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7th Dec 2022

MEPs worry Russian disinfo weakens support for Ukraine

  • MEP Raphaël Glucksmann said the EU should not let Russia president Vladimir Putin win the infromation war (Photo: European Parliament)
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Russia's disinformation campaigns will try to undermine Europeans' support for Ukraine amid rising energy pieces and inflation, several MEPs warned on Thursday (29 September).

"Unable to win the military war in Ukraine, [Russian president Vladimir] Putin will try to win politically here, by subverting the public debate and by imposing defeatist narratives," French MEP Raphaël Glucksmann said at a meeting of the committee on foreign interference in the European Parliament.

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"We simply cannot let that happen, we cannot give him the victory in terms of information that the Ukrainians are refusing him in military terms," Glucksmann, a former journalist turned left-wing lawmaker, added.

Liberal French MEP Nathalie Loiseau, head of the security subcommittee, said "malicious misinformation campaigns originating from Russia" have been going on for years.

"What is unprecedented is the breadth and depth of covert propaganda designed to deter EU public opinion from supporting Ukraine, and accept the increase of sanctions against Russia," she added.

She said that suspending Russian propaganda outlets Russia Today and Sputnik in the EU was only addressing the "tip of the iceberg".

"There is still strong support for Ukraine in the European public opinion, I would not be too optimistic though," Loiseau said.

"Considering that the first purpose of Russian propaganda isn't necessarily to be trusted, but to create blurred perception of facts, and to level the narratives," the french MEP added.

The EU has very limited means of fighting Russian disinformation. In 2015, it set up a task force addressing Russian disinformation, which mainly focuses on monitoring.

The meeting of the special subcommittee on Thursday focused on methods of Russian disinformation with regards to the war in Ukraine.

Soften the blow

Michael Sheldon, from the Amsterdam-based fact-checking and investigative journalism group Bellingcat said it was often difficult to discern between Russian state-produced disinformation, and pro-Russian disinformation.

Sheldon said Russia's strategic goal was to soften the Western response to Russia's war in Ukraine.

Russian disinformation aims to paint Ukraine as a corrupt, unreliable country, which could pose a security threat to the West, and often targets Ukrainian refugees, attempting to portray them as ungrateful for the help, he added.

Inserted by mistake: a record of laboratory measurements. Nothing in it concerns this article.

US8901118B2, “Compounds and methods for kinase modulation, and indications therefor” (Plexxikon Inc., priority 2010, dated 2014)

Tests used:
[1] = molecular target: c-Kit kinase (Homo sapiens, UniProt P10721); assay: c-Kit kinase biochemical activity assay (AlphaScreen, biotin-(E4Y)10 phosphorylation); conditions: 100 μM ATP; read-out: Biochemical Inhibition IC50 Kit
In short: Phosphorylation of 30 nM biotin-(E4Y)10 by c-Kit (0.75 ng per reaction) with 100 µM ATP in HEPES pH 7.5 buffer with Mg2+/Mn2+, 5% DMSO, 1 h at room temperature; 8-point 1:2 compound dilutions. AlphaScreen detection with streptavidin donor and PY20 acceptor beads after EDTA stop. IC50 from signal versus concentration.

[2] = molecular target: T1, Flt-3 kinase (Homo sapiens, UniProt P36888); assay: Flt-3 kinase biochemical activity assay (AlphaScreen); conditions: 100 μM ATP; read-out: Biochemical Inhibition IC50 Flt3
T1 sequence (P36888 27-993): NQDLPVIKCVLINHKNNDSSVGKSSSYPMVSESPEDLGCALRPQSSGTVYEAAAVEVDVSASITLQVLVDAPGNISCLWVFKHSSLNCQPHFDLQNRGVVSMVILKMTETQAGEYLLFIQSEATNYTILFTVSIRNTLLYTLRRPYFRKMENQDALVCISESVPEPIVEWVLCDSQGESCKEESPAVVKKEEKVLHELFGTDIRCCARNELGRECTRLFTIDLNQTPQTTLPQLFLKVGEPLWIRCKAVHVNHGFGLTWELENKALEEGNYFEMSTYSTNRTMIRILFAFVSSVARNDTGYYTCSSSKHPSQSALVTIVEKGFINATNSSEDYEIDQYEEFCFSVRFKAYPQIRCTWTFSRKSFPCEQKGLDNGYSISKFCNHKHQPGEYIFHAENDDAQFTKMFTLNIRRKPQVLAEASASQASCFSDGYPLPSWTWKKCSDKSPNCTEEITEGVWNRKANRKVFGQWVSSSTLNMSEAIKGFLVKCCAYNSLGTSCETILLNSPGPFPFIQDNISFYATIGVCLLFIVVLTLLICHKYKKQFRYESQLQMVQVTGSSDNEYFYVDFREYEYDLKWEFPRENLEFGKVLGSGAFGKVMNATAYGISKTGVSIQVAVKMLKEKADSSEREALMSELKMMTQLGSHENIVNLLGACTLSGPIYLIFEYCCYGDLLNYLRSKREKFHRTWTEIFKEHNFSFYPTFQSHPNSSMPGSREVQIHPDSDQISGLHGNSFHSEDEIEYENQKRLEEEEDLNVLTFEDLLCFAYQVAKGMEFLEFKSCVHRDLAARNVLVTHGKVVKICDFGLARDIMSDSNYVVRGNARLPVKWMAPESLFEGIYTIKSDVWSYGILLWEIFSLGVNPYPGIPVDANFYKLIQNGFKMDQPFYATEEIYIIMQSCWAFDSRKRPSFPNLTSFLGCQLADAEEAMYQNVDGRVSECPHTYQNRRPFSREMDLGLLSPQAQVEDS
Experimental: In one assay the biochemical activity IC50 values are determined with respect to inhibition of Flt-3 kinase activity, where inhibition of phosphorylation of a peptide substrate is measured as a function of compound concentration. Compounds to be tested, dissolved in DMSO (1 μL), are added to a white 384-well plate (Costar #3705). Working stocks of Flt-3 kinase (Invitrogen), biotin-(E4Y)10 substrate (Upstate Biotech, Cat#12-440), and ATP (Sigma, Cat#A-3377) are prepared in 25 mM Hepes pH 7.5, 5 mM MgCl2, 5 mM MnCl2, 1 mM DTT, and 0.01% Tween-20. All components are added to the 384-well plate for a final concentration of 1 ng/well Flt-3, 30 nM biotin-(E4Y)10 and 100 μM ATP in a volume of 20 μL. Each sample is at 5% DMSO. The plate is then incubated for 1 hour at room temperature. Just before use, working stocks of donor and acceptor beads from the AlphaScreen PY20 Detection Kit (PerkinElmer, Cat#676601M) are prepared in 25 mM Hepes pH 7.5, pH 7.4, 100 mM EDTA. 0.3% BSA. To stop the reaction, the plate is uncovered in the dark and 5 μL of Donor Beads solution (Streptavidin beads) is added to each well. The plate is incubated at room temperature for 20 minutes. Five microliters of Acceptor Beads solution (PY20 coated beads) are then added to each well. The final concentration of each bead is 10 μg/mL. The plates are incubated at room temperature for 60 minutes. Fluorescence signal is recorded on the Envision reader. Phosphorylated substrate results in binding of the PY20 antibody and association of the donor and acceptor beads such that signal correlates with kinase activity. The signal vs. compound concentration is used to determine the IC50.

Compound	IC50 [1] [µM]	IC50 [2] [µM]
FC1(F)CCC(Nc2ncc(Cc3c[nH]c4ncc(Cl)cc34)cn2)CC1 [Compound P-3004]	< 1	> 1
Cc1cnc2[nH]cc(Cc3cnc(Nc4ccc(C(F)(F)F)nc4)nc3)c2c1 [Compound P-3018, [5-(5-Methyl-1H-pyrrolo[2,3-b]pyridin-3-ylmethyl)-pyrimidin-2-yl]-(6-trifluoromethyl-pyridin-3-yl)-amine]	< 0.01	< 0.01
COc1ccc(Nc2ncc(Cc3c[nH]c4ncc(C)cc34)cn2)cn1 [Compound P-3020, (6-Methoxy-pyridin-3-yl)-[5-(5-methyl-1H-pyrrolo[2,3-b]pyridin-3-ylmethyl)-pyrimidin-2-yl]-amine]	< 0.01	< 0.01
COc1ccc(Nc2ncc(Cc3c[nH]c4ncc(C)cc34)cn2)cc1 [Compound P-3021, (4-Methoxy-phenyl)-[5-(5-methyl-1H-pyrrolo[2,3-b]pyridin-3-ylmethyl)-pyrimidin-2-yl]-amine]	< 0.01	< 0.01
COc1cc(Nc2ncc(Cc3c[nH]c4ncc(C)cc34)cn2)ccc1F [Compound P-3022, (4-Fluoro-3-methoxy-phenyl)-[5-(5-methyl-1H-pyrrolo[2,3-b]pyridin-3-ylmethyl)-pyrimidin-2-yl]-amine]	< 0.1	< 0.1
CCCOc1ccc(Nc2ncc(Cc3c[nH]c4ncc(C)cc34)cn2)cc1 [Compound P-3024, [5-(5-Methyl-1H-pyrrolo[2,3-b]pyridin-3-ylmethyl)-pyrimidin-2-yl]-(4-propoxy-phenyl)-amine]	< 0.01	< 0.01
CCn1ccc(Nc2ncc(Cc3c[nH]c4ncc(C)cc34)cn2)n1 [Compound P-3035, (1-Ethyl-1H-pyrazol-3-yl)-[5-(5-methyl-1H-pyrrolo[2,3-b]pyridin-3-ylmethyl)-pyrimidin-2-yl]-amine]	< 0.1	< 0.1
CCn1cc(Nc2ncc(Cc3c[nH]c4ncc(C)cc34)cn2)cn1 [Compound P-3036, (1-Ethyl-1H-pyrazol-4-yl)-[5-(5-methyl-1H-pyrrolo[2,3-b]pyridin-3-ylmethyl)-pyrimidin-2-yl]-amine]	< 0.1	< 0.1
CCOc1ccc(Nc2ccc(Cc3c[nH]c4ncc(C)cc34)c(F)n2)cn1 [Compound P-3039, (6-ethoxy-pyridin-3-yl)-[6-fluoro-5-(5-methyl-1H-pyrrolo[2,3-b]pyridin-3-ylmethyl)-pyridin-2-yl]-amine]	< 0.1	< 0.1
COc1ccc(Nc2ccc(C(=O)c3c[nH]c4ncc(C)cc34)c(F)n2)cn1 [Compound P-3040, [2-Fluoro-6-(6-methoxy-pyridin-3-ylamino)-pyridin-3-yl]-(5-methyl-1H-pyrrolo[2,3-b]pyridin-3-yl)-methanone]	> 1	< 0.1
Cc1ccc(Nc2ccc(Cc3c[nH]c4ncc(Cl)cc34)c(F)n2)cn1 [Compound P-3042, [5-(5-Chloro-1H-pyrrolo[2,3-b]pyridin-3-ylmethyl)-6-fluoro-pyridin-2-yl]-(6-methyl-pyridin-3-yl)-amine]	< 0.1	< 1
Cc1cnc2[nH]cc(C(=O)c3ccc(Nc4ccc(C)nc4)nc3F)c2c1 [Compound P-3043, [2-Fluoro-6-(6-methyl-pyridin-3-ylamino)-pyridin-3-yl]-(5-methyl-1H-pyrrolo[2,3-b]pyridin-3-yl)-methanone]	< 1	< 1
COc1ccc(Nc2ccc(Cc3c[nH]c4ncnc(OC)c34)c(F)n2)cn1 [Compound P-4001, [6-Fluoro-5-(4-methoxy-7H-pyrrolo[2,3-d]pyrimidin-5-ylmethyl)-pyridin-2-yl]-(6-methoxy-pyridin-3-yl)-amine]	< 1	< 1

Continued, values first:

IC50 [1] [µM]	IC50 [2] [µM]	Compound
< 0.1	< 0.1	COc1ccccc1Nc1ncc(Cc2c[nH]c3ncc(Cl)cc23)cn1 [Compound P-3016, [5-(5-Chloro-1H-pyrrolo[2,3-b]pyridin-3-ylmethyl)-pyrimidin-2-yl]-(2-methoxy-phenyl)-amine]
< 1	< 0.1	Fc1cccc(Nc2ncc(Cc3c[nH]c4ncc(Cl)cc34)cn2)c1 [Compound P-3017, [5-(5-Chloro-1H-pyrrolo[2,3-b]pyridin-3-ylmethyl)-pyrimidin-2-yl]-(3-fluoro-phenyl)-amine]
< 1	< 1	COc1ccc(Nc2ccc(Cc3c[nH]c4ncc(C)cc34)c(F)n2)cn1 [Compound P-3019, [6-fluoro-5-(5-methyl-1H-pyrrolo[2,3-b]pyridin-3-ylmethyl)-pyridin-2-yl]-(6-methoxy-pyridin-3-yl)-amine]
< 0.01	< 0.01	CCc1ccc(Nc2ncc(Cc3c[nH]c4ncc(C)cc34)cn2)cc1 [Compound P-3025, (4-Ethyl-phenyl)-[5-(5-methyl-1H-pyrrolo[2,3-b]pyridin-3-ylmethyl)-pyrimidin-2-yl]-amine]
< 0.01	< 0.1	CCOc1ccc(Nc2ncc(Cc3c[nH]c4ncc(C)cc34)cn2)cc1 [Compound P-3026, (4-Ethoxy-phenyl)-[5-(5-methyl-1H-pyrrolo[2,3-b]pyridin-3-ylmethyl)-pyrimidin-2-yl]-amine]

Sheldon said these were either untrue or unverifiable narratives.

He also said that recently Russia started featuring modern, fact-checking reporting but uses it for disinformation, with the aim of eroding trust in fact-checking methods.

Ross Burley, from the London-based Centre for Information Resilience, said Russia has weaponised information, and "attacked the notion of truth".

"Russian disinformation is almost like a nightmare," he added, saying "it takes the very worst of us, our worst beliefs and deepest fears, and amplifies them through social media algorithms."

Burley said Russia's aim is to undermine the belief in democracy.

Referring to European far-right parties receiving support from Moscow, Burley also said, "Russia has done more to support the far-right in EU than any other country since the 1940s".

Call for sanctions on foreign meddling and disinformation

The draft report, from a special committee on foreign interference and disinformation, also calls for the EU-wide ban on foreign funding for European political parties — and legislation to make it harder for foreign regimes to recruit former top politicians.

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EU struggles to fight disinformation within

The draft report on fighting foreign interference in the EU will be voted by the parliament plenary in March. The recommendations to the EU Commission include a mandatory code of conduct for digital platforms, and closing loopholes on party financing.

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How should democratic states co-operate with authoritarian governments in the future? My organisation, Democracy Reporting International, has studied the security strategies of 13 democratic governments to understand how they see this relationship.

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